Recruitment in a Distributed Organisation

by Manel Heredero

October 16, 2022

Recruitment in a Distributed Organisation

How to go about recruitment if you got rid of HR.

This is the story of in99, a small legaltech startup, that put in place a process to recruit high-quality professionals without a HR department and without one-on-one interviews. Doing this is part of their journey towards what they call a “Distributed Future”, which includes, amongst other things, becoming a Remote First company.

Journey towards a Distributed Organisation

Last April, in99 became of age. For ten years it co-exisited with the much older and established legal firm from which it was born. During those years the legal firm and the startup had shared resources, offices, some staff and quite crutially, central services like marketing and HR.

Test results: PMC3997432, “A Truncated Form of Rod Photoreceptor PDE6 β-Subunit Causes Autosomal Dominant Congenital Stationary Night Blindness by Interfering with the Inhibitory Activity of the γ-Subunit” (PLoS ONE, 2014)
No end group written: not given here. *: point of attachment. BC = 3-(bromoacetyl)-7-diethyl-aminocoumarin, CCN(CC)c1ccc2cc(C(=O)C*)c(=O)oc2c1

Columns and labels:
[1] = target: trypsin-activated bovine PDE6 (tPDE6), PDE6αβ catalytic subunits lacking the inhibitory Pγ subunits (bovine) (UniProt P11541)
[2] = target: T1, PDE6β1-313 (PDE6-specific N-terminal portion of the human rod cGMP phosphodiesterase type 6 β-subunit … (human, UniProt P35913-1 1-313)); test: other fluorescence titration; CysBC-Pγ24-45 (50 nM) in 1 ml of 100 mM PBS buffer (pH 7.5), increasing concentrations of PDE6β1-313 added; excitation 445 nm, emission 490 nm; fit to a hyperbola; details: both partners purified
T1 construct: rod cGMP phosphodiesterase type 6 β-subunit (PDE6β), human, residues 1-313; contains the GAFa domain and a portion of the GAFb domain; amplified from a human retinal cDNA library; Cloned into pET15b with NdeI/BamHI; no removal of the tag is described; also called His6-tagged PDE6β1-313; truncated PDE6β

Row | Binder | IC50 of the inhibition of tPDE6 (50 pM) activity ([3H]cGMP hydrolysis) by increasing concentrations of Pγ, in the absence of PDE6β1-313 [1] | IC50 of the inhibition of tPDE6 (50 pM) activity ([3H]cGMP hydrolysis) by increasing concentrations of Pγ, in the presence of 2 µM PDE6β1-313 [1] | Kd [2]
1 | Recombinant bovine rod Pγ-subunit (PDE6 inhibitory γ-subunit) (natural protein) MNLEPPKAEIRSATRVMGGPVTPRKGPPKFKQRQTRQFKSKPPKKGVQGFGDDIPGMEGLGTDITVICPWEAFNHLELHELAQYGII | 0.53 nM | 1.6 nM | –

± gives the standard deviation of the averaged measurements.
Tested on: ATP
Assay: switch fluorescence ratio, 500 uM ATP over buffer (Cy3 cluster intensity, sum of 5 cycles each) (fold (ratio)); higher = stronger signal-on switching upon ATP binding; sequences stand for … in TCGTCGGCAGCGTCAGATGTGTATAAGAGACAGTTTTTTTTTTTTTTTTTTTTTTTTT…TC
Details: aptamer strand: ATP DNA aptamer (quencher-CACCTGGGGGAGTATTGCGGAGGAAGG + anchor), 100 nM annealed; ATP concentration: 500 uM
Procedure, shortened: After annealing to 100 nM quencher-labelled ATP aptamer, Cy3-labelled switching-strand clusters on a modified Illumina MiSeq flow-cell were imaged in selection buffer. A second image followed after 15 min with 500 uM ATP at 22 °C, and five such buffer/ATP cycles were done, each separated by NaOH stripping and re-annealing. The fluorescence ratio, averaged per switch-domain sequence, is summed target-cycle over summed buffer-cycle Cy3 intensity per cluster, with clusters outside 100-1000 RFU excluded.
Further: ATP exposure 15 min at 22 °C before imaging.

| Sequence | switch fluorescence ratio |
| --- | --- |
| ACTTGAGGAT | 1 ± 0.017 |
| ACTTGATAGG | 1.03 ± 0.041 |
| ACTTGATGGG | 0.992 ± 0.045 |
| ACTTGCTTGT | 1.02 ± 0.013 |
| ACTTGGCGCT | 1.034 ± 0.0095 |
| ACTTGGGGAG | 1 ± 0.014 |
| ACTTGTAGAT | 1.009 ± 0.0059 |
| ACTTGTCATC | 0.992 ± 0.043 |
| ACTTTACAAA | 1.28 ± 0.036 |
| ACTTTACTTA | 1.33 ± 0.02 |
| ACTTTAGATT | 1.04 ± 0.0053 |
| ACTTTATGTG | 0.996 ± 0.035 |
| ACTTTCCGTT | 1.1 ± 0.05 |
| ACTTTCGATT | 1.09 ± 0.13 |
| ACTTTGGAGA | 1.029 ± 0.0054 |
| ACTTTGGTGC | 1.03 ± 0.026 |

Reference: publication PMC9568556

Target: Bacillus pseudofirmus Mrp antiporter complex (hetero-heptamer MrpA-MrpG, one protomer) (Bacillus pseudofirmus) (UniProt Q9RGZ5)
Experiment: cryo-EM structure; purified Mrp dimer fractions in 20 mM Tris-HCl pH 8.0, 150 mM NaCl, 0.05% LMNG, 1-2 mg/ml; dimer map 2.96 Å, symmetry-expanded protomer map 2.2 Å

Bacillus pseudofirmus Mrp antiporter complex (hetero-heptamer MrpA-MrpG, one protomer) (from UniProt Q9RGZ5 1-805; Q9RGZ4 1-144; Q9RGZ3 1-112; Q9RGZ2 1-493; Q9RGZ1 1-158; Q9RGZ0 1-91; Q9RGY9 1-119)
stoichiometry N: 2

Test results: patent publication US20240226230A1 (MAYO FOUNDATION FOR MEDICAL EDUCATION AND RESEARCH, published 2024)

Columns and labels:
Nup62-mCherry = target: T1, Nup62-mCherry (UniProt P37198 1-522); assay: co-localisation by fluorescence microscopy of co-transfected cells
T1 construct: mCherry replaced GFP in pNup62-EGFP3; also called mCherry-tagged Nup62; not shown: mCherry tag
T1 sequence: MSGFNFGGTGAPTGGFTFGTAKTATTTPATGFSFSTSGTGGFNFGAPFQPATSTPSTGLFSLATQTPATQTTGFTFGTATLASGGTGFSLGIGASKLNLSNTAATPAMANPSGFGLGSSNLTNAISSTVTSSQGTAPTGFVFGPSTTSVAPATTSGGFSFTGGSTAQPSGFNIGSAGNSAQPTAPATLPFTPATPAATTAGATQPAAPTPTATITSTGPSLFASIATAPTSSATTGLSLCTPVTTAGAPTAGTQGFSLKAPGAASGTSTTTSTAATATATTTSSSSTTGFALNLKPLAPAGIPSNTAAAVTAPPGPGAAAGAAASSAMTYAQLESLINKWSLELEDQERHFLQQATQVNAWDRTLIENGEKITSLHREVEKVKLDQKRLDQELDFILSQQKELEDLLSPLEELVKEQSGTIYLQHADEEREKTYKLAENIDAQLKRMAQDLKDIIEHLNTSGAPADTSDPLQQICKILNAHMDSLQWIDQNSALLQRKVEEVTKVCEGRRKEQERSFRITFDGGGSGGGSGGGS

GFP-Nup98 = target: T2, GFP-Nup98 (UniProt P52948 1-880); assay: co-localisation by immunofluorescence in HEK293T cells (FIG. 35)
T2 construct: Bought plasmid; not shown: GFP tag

The coming of age of in99 was marked by the vision of being a distributed organisation, a company where teams and individuals enjoy high levels of autonomy, flexibility and responsibility, and with minimal central infrastructure. They saw their future as a team of teams, with few central functions, inspired by remote-first organisations like Automattic and Github. The 17 employees of in99 left the offices and embraced 100% remote work.

This is easier said than done. There is a lot to learn and unlearn, individually and collectively. There are many new shiny opportunities but also plenty of new challenges. At this point, they brought me in to help them design and implement a recruiting process fit for a distributed organisation.

The Challenge